“It’s a ludicrous honour to be able to consider so many beauty-filled poems and deliberate with such admirable peers. The winning manuscript is also such a playful, surreal wonder it puts a lot of joy in my chest thumper!” says Jake Kennedy.

The judges chose two additional standout manuscripts as honorable mentions: Sarah Burgoyne for her Saint Friend, and Alessandro Porco for his Biceps the Size of Tort Law in Singapore: The Minutes (XXV-XXX).

Papaxanthos has one chapbook published with Proper Tales Press, while his writing appears in numerous anthologies and journals, including Lake Effect 5, This Magazine, and Lemonhound. Of winning the award, he writes “What can I say? Such a thrill that the judges enjoyed my poetry.” And of previous winners and the award’s namesake, “I couldn’t have hoped for better company!”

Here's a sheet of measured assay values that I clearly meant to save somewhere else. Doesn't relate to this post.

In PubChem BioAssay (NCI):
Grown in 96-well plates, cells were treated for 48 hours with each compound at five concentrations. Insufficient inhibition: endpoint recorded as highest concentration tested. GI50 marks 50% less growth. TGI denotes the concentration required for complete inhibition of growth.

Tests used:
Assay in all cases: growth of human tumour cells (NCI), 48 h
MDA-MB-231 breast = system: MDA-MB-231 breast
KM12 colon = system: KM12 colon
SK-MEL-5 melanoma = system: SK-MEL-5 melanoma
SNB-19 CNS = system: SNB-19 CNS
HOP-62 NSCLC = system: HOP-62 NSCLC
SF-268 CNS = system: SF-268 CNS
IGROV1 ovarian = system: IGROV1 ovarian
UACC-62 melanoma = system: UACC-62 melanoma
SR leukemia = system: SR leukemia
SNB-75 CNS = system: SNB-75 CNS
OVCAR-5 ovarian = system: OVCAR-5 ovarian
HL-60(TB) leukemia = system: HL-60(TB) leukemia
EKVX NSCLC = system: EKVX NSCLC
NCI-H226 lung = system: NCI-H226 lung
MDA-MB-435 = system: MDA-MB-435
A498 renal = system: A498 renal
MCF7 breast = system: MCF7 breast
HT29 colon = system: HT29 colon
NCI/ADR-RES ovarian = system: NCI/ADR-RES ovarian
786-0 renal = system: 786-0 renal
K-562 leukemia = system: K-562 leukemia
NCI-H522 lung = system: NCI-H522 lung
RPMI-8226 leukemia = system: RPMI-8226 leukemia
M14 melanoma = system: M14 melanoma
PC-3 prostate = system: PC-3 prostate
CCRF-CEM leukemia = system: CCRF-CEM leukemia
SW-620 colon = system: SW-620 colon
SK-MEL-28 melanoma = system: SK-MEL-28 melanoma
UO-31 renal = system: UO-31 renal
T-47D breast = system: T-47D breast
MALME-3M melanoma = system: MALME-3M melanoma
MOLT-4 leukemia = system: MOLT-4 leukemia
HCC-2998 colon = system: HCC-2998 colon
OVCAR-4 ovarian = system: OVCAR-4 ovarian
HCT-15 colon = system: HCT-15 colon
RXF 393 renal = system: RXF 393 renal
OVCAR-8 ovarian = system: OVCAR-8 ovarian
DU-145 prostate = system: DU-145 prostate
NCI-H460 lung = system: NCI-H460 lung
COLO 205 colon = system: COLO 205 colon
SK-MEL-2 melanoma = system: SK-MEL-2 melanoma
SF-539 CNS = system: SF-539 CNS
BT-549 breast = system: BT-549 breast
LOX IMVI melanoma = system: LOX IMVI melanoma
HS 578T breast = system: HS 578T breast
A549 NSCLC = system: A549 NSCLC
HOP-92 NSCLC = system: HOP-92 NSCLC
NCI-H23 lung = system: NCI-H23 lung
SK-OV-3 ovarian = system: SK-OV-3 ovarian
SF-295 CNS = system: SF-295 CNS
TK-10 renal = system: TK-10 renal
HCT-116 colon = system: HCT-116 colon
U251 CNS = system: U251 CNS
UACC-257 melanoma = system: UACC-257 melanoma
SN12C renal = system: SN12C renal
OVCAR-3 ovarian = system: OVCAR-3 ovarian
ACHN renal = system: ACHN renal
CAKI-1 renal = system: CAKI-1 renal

Papaxanthos will receive an honorarium of $500, while his work will be printed as a letterpress chapbook designed by English professor and award-winning bookmaker, Jason Dewinetz, and made by students in Okanagan College’s Writing and Publishing Diploma program in the spring of 2015.

A handful of copies of last year’s winner, Nikki Sheppy’s Grrrrlhood: a ludic suite, as well as Okanagan College’s 3-Hour Short Story winner, Mary Bevan’s The Use in Usefulness, are still available for purchase through the press’s website,

For more information, please contact:
Kevin McPherson Department of English, Okanagan College



2013 John Lent Poetry-Prose Award

Nikki Sheppy

Kalamalka Press is heart-thrilled to announce that the second annual John Lent Poetry-Prose Award goes to Calgary writer Nikki Sheppy.

Her work, Grrrlhood: a ludic suite, was selected from nearly forty manuscripts.